ISEPP STATEMENT ON THE DSM-V
It is the position of the International Society for Ethical Psychology and Psychiatry (ISEPP) that the Diagnostic and Statistical Manual for Mental Disorders (DSM), a publication of the American Psychiatric Association, is a political rather than scientific document, one which damages human beings. Despite the position of its authors that it is primarily descriptive, the DSM supports the perpetuation of myths about mental, emotional, and behavioral disturbances in individuals which favor pseudoscientific, biological explanations and disregard their lived context. The evolving editions of the DSM have been remarkable in expanding psychiatric labels for alleged “mental illnesses” with no scientifically substantiated biological etiologies.
The forthcoming DSM-V edition continues this process while attempting to deepen indoctrination of mental health providers, consumers, and third-party payers into the fallacy that problems in living result from problems in biology. Adherents of biopsychiatric explanations and pharmaceutical manufacturers are the primary benefactors of public acceptance of this myth. Beyond research and technical studies which repeatedly demonstrate the inherent lack of validity and reliability of the DSM as a nosological system, psychiatric labeling has real consequences in discriminating against and oppressing the disadvantaged, creating unnecessary obstacles to employment, housing, and social acceptance, lending false credibility to the concept of psychiatric disability, assaulting self-worth and self-efficacy, and undermining reestablishment of positive life-striving by inducing “behaviors to label” among people who have been so labeled.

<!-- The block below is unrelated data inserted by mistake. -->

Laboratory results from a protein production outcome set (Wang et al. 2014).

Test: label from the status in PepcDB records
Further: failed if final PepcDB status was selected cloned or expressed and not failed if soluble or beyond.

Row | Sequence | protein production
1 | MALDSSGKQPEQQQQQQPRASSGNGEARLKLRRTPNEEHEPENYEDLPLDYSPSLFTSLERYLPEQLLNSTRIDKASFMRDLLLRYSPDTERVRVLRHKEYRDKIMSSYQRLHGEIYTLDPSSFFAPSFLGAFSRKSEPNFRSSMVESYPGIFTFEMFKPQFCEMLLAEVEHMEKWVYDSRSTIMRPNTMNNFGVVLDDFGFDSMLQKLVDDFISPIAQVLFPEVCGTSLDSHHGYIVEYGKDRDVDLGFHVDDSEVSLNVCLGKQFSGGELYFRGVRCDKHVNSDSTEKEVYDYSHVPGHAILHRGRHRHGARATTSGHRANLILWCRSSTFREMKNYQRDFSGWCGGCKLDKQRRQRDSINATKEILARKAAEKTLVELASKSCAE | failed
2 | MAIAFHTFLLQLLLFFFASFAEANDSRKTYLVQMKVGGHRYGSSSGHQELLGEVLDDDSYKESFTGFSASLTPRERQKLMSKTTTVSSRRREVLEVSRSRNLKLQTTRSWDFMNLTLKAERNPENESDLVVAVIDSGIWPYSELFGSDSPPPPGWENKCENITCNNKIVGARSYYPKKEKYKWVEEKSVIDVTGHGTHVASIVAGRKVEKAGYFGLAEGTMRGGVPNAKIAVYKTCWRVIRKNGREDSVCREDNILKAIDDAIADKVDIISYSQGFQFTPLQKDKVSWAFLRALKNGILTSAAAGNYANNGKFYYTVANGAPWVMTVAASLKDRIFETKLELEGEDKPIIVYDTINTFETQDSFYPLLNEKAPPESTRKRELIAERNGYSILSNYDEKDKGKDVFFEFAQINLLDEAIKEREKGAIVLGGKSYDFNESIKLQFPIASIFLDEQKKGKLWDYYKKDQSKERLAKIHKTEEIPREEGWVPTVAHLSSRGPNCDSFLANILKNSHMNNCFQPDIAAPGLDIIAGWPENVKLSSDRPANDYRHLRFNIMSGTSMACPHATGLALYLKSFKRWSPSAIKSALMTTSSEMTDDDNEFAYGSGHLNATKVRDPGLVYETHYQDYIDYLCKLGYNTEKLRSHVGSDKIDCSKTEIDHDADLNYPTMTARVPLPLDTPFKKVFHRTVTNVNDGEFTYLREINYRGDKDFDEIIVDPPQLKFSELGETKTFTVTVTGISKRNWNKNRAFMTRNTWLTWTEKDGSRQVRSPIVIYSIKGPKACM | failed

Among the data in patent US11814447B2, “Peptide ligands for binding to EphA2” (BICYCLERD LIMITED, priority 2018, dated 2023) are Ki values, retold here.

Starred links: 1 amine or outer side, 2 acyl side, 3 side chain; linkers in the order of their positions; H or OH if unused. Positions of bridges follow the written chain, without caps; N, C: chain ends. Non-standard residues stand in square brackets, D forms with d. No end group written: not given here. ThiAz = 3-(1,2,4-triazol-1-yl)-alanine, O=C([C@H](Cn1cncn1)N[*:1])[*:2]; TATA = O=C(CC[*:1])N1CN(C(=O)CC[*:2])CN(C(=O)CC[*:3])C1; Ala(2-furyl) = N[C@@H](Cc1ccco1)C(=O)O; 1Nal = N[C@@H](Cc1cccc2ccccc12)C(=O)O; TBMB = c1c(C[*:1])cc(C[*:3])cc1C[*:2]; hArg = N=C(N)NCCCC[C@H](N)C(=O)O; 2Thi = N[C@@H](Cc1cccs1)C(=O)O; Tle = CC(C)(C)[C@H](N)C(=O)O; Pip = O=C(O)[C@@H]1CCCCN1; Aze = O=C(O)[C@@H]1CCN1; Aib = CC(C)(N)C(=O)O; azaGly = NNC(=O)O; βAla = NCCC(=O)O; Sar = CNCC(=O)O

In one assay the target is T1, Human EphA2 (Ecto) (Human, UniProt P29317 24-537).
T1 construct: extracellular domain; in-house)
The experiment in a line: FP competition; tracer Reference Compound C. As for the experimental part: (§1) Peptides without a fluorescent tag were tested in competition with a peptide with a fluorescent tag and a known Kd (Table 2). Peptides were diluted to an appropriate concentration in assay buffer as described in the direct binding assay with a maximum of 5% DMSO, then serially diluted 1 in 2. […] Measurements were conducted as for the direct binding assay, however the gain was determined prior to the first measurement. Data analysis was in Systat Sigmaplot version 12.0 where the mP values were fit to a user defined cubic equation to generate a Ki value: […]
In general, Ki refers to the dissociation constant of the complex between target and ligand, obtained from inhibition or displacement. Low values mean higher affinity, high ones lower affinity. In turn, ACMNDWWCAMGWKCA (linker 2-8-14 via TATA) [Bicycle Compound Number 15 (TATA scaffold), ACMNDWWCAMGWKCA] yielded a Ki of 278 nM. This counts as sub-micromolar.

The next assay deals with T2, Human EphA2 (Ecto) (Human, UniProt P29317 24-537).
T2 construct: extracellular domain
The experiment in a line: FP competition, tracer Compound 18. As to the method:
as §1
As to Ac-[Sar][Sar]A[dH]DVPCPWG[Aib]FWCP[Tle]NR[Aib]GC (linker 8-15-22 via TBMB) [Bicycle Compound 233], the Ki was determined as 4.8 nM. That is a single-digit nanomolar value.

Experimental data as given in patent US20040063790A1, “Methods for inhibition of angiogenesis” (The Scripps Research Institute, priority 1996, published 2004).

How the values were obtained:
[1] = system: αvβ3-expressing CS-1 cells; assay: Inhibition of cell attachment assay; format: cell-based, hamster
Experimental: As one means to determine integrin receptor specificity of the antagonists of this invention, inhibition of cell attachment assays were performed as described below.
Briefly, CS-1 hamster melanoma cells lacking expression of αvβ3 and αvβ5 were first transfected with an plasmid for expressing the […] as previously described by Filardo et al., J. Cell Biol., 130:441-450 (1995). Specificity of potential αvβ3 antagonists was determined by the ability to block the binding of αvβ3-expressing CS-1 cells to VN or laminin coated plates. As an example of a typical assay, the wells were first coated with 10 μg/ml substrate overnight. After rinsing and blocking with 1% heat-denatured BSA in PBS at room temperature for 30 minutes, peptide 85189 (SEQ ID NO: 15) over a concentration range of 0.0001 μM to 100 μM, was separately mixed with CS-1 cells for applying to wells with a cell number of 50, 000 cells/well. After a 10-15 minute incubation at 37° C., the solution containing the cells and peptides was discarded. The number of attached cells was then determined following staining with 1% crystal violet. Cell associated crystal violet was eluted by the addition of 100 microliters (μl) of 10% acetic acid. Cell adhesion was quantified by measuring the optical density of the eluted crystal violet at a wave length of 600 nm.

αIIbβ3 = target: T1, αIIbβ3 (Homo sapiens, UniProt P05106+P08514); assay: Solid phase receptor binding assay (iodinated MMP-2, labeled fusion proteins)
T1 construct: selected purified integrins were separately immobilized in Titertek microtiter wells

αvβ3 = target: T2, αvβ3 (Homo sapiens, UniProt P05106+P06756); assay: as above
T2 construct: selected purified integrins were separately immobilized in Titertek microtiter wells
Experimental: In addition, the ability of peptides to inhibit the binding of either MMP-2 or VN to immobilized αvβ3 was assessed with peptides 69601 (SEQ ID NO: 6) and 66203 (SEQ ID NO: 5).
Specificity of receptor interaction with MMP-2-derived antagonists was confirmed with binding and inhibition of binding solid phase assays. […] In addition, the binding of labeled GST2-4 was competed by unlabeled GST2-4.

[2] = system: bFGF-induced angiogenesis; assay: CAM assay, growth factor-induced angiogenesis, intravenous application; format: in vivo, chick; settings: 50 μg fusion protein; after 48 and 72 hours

In ISEPP’s view, conscientious and ethical provision of services to those suffering from mental, behavioral, and emotional disturbances is primarily a moral, social, political, and philosophical enterprise. ISEPP supports helpers who wish to eschew use of the DSM-V and its prior systems. ISEPP recommends public scrutiny and skepticism regarding the DSM as well as a constructive dismantling of the psychiatric-pharmaceutical complex through which it is continually supported and redeployed.
We question the legitimacy of the DSM system in its entirety, support inquiry and research into the damage psychiatric labels do to human lives and encourage efforts to hold the American Psychiatric Association legally, ethically and morally accountable. We recommend development of consensual, supportive and effective methods for describing states of being which are currently characterized as “mental disorders.”